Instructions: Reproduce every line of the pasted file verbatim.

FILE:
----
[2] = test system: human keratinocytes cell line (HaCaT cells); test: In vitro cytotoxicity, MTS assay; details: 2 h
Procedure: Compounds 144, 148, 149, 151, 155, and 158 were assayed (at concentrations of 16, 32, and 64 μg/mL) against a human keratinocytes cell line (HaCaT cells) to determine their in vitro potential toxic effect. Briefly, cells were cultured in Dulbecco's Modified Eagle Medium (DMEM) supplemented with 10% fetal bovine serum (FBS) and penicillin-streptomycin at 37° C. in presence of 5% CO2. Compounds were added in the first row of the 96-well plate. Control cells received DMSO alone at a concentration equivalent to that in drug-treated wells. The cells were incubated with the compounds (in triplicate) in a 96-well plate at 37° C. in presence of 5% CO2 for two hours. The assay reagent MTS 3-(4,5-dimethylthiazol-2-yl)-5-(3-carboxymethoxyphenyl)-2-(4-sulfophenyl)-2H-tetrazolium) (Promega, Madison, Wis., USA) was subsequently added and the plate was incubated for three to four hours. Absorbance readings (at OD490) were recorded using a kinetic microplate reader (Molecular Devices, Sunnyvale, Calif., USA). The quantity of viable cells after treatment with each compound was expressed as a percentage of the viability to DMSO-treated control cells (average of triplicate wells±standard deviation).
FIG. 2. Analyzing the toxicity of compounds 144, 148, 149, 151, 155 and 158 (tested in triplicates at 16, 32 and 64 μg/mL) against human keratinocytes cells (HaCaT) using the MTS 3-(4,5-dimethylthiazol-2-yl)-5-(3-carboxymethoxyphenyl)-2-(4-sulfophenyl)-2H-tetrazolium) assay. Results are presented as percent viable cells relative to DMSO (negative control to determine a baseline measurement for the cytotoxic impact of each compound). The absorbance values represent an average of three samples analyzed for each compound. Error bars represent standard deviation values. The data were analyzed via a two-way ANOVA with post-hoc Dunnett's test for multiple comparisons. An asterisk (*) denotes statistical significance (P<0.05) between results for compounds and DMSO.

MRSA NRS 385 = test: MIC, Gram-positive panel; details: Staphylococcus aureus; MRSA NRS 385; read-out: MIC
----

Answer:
[2] = test system: human keratinocytes cell line (HaCaT cells); test: In vitro cytotoxicity, MTS assay; details: 2 h
Procedure: Compounds 144, 148, 149, 151, 155, and 158 were assayed (at concentrations of 16, 32, and 64 μg/mL) against a human keratinocytes cell line (HaCaT cells) to determine their in vitro potential toxic effect. Briefly, cells were cultured in Dulbecco's Modified Eagle Medium (DMEM) supplemented with 10% fetal bovine serum (FBS) and penicillin-streptomycin at 37° C. in presence of 5% CO2. Compounds were added in the first row of the 96-well plate. Control cells received DMSO alone at a concentration equivalent to that in drug-treated wells. The cells were incubated with the compounds (in triplicate) in a 96-well plate at 37° C. in presence of 5% CO2 for two hours. The assay reagent MTS 3-(4,5-dimethylthiazol-2-yl)-5-(3-carboxymethoxyphenyl)-2-(4-sulfophenyl)-2H-tetrazolium) (Promega, Madison, Wis., USA) was subsequently added and the plate was incubated for three to four hours. Absorbance readings (at OD490) were recorded using a kinetic microplate reader (Molecular Devices, Sunnyvale, Calif., USA). The quantity of viable cells after treatment with each compound was expressed as a percentage of the viability to DMSO-treated control cells (average of triplicate wells±standard deviation).
FIG. 2. Analyzing the toxicity of compounds 144, 148, 149, 151, 155 and 158 (tested in triplicates at 16, 32 and 64 μg/mL) against human keratinocytes cells (HaCaT) using the MTS 3-(4,5-dimethylthiazol-2-yl)-5-(3-carboxymethoxyphenyl)-2-(4-sulfophenyl)-2H-tetrazolium) assay. Results are presented as percent viable cells relative to DMSO (negative control to determine a baseline measurement for the cytotoxic impact of each compound). The absorbance values represent an average of three samples analyzed for each compound. Error bars represent standard deviation values. The data were analyzed via a two-way ANOVA with post-hoc Dunnett's test for multiple comparisons. An asterisk (*) denotes statistical significance (P<0.05) between results for compounds and DMSO.

MRSA NRS 385 = test: MIC, Gram-positive panel; details: Staphylococcus aureus; MRSA NRS 385; read-out: MIC